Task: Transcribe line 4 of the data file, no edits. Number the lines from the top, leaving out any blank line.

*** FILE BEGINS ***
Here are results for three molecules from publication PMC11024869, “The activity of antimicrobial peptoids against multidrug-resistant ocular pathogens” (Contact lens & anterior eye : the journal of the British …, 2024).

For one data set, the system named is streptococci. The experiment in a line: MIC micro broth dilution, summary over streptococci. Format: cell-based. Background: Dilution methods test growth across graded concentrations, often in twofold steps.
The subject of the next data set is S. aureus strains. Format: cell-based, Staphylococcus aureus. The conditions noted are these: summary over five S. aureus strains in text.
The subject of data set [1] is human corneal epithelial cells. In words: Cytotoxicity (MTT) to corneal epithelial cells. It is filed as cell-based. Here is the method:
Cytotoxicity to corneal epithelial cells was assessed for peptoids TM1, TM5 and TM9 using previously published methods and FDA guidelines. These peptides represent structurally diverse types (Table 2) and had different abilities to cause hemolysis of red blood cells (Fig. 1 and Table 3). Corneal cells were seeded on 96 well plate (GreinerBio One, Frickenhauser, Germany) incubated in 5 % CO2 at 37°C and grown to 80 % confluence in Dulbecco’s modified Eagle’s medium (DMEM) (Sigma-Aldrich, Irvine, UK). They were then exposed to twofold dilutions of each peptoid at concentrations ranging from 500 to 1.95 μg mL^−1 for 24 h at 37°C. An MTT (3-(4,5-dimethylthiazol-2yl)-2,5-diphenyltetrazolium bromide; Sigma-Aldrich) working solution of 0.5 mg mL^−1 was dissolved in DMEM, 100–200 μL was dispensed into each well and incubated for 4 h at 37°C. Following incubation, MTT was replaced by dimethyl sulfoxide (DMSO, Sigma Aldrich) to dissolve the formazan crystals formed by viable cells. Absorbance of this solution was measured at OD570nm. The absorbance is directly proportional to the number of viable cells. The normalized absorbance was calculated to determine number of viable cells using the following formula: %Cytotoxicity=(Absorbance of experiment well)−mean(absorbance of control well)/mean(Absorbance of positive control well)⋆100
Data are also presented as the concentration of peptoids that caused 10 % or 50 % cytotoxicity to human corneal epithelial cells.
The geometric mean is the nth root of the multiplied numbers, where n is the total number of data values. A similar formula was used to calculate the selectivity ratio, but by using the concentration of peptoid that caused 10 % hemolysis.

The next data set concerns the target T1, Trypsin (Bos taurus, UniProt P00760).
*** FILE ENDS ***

The subject of data set [1] is human corneal epithelial cells. In words: Cytotoxicity (MTT) to corneal epithelial cells. It is filed as cell-based. Here is the method: